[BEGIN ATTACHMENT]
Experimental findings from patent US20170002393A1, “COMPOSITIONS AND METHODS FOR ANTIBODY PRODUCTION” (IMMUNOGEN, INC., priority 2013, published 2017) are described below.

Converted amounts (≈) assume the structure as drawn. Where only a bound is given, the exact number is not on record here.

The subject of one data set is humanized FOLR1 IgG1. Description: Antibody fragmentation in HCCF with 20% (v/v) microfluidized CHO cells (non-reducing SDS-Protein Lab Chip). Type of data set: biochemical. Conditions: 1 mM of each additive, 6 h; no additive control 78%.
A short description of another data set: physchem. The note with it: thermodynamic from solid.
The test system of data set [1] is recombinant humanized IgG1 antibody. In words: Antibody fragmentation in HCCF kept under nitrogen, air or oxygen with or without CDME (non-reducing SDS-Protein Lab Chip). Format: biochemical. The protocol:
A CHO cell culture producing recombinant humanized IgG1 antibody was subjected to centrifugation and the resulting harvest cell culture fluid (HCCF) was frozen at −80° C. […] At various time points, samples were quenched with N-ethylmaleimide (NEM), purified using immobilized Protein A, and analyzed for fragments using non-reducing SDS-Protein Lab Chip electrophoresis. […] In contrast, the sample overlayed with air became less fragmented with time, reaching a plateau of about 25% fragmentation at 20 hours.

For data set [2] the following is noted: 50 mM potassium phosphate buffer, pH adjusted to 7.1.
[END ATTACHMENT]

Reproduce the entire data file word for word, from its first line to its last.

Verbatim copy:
Experimental findings from patent US20170002393A1, “COMPOSITIONS AND METHODS FOR ANTIBODY PRODUCTION” (IMMUNOGEN, INC., priority 2013, published 2017) are described below.

Converted amounts (≈) assume the structure as drawn. Where only a bound is given, the exact number is not on record here.

The subject of one data set is humanized FOLR1 IgG1. Description: Antibody fragmentation in HCCF with 20% (v/v) microfluidized CHO cells (non-reducing SDS-Protein Lab Chip). Type of data set: biochemical. Conditions: 1 mM of each additive, 6 h; no additive control 78%.
A short description of another data set: physchem. The note with it: thermodynamic from solid.
The test system of data set [1] is recombinant humanized IgG1 antibody. In words: Antibody fragmentation in HCCF kept under nitrogen, air or oxygen with or without CDME (non-reducing SDS-Protein Lab Chip). Format: biochemical. The protocol:
A CHO cell culture producing recombinant humanized IgG1 antibody was subjected to centrifugation and the resulting harvest cell culture fluid (HCCF) was frozen at −80° C. […] At various time points, samples were quenched with N-ethylmaleimide (NEM), purified using immobilized Protein A, and analyzed for fragments using non-reducing SDS-Protein Lab Chip electrophoresis. […] In contrast, the sample overlayed with air became less fragmented with time, reaching a plateau of about 25% fragmentation at 20 hours.

For data set [2] the following is noted: 50 mM potassium phosphate buffer, pH adjusted to 7.1.